Consent is the voluntary permission of a patient to be given a treatment. Consent must be obtained wherever possible before all treatments and procedures, reflecting the importance of individual patient autonomy in healthcare.
Consent may be implied by the action of the patient, for example holding out their arm for a blood test. Expressed written consent is usual practice where invasive procedures or anaesthesia are involved, and for medical treatments where there are significant risks to consider.
Consent is the voluntary permission of a patient to be given a treatment. Consent must be obtained wherever possible before all treatments and procedures, reflecting the importance of individual patient autonomy in healthcare. Consent may be implied by the action of the patient, for example holding out their arm for a blood test. Expressed written consent is usual practice where invasive procedures or anaesthesia are involved, and for medical treatments where there are significant risks to consider.
Gaining consent from patients in the critical care environment can be very challenging. It is important for all staff involved in the care of such patients to have an understanding of the law in relation to consent, and an awareness of the processes involved when obtaining consent for treatment.
When obtaining informed consent for a treatment, the patient must be given all the information they need to make a judgement about what treatment they would prefer, in a way that they are able to understand. This also has to include discussion of the option of not having any treatment at all. Patients must be able to:
- Understand all the information given to them
- Weigh the information, considering the benefits and risks of each of the options available to them
- Use that information to reach a decision about what is the best option for them personally
- Communicate that decision to the staff caring for them
Often patients in critical care lack capacity to make decisions, having difficulty with one or more of these steps. Common reasons for this include the effects of their disease process, but also the influence of sedative drugs. It is important for staff to help the patient to participate in the decision-making process as much as possible. Examples of such help are using written information for patients to read, and the use of communication aids with patients who are unable to speak. Further information on capacity in critical care can be found in this post.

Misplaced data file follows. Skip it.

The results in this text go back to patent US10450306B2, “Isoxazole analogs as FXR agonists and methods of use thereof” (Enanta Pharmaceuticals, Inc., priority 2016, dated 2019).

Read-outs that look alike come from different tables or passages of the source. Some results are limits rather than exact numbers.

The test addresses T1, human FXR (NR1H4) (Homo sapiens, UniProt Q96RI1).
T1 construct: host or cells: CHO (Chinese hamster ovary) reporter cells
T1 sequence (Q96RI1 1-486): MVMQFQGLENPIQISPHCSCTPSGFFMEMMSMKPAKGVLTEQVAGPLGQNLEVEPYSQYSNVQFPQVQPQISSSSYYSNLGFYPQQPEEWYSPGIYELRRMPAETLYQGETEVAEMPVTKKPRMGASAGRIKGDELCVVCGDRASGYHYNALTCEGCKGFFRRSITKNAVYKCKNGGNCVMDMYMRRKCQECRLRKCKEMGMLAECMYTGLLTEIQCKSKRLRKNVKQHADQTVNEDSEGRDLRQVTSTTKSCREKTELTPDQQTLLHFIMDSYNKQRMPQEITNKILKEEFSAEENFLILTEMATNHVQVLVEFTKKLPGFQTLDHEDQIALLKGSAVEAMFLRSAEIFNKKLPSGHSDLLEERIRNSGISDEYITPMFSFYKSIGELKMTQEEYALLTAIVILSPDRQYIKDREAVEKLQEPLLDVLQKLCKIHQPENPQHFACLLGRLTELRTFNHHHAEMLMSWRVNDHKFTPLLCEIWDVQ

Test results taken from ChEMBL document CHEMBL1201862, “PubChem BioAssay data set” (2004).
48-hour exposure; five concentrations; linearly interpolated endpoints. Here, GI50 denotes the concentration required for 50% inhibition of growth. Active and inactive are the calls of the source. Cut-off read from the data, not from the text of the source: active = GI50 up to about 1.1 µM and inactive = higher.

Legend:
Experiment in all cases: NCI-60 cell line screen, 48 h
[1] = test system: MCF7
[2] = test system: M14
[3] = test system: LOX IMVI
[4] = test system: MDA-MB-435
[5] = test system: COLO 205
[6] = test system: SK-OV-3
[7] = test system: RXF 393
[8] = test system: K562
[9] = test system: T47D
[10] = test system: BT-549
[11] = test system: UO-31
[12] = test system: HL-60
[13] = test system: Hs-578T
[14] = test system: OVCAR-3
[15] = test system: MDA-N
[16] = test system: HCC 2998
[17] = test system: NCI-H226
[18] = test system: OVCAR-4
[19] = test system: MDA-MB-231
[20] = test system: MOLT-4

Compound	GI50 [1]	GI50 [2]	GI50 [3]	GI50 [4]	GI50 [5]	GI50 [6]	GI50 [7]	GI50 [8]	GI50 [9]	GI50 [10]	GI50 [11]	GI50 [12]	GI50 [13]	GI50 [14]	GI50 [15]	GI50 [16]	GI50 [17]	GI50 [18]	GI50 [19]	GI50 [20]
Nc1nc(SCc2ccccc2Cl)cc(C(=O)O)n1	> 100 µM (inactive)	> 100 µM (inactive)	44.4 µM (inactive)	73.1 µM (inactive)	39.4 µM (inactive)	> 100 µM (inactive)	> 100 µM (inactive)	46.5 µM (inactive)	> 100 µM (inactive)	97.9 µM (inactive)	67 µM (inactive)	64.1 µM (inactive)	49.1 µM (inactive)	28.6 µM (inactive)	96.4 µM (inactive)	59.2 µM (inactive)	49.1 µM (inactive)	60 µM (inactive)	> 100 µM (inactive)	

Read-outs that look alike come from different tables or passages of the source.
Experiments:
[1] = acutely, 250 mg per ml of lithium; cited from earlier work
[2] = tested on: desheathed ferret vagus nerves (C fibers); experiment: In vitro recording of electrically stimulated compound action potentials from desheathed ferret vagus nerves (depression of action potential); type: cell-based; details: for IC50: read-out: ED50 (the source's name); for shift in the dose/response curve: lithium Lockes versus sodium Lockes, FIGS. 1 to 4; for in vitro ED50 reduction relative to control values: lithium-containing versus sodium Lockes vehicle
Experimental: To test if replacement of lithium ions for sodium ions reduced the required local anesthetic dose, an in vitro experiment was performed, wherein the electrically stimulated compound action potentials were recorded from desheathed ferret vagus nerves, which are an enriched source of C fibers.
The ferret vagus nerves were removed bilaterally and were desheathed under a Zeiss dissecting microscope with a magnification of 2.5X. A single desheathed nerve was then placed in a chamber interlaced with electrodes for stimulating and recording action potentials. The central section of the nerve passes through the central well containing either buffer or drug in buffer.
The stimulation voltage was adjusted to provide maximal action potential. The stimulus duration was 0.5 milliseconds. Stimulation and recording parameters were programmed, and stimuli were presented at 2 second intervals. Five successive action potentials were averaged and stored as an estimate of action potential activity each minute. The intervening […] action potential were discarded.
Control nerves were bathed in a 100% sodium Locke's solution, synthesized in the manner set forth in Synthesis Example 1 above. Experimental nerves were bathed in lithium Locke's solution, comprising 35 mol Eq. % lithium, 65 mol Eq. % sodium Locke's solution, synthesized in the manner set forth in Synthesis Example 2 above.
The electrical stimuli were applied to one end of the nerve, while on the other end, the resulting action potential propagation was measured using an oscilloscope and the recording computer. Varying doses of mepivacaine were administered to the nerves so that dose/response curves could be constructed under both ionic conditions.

In the event that a patient is unable to make a decision for themselves, the medical team will need to make a decision in the patient’s best interest. It is good practice to discuss the decision made and the reasons for it with the patient’s relatives, and it is important to document the decision and any discussions clearly in the medical record. When having discussions with family members, it is important to be clear that they are not required to consent on behalf of their relative, but rather to aid the best interests decision made by the medical team. Family members are not able to consent on behalf of their relatives unless they have lasting power of attorney for their family member, a fact often misunderstood by relatives who have family members in critical care.
Lasting power of attorney (LPA) for health and welfare decisions is a legal process that is undertaken when an individual (the ‘donor’) has capacity, which allows them to give another individual or individuals (‘attorneys’) the legal right to make decisions on their behalf if they lose capacity in future. This can include making decisions about life sustaining treatment if specifically documented. The individuals involved should be able to provide the legal document to show that this is the case. It is important to ensure that an LPA is the correct one, as those with LPA covering property and financial affairs have no legal right to make healthcare decisions. The Office of the Public Guardian is the governmental agency that regulates these documents, and through their website it is possible to find out if an individual has a valid lasting power of attorney.
- Involve patients in decisions about their own treatment as much as possible, giving them every opportunity to decide.
- Remember the importance of documenting the consent process.
- If making a best interests decision, involve the family as much as possible and check whether anyone holds lasting power of attorney for healthcare.
This post has not considered the care of children in critical care, or consent in the context of research. It does not constitute nor replace formal legal advice.
Kate is a Consultant Anaesthetist at the Royal Victoria Infirmary, Newcastle. She has a Masters degree in medical law, with an interest is consent and capacity.